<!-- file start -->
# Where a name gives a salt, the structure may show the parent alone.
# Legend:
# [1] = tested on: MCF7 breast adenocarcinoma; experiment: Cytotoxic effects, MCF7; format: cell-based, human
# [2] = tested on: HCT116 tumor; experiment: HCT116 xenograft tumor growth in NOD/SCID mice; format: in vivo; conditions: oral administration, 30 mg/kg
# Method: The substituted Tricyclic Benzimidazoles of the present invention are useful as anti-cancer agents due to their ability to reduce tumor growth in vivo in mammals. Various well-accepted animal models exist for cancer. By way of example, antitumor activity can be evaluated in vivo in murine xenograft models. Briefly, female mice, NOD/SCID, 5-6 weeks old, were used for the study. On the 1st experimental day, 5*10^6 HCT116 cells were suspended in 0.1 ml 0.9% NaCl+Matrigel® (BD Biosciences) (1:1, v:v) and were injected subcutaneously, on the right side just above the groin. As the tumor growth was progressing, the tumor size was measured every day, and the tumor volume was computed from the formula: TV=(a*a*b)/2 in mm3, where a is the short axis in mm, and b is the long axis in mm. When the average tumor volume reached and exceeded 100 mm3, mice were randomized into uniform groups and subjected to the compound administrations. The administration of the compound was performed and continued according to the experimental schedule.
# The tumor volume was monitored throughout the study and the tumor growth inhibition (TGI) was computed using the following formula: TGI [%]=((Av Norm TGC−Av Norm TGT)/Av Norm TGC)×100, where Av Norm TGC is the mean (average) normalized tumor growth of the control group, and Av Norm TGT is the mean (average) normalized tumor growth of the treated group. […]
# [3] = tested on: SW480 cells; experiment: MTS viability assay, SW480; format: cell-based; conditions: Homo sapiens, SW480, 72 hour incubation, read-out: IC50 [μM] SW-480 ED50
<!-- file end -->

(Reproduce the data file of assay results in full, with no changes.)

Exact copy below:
# Where a name gives a salt, the structure may show the parent alone.
# Legend:
# [1] = tested on: MCF7 breast adenocarcinoma; experiment: Cytotoxic effects, MCF7; format: cell-based, human
# [2] = tested on: HCT116 tumor; experiment: HCT116 xenograft tumor growth in NOD/SCID mice; format: in vivo; conditions: oral administration, 30 mg/kg
# Method: The substituted Tricyclic Benzimidazoles of the present invention are useful as anti-cancer agents due to their ability to reduce tumor growth in vivo in mammals. Various well-accepted animal models exist for cancer. By way of example, antitumor activity can be evaluated in vivo in murine xenograft models. Briefly, female mice, NOD/SCID, 5-6 weeks old, were used for the study. On the 1st experimental day, 5*10^6 HCT116 cells were suspended in 0.1 ml 0.9% NaCl+Matrigel® (BD Biosciences) (1:1, v:v) and were injected subcutaneously, on the right side just above the groin. As the tumor growth was progressing, the tumor size was measured every day, and the tumor volume was computed from the formula: TV=(a*a*b)/2 in mm3, where a is the short axis in mm, and b is the long axis in mm. When the average tumor volume reached and exceeded 100 mm3, mice were randomized into uniform groups and subjected to the compound administrations. The administration of the compound was performed and continued according to the experimental schedule.
# The tumor volume was monitored throughout the study and the tumor growth inhibition (TGI) was computed using the following formula: TGI [%]=((Av Norm TGC−Av Norm TGT)/Av Norm TGC)×100, where Av Norm TGC is the mean (average) normalized tumor growth of the control group, and Av Norm TGT is the mean (average) normalized tumor growth of the treated group. […]
# [3] = tested on: SW480 cells; experiment: MTS viability assay, SW480; format: cell-based; conditions: Homo sapiens, SW480, 72 hour incubation, read-out: IC50 [μM] SW-480 ED50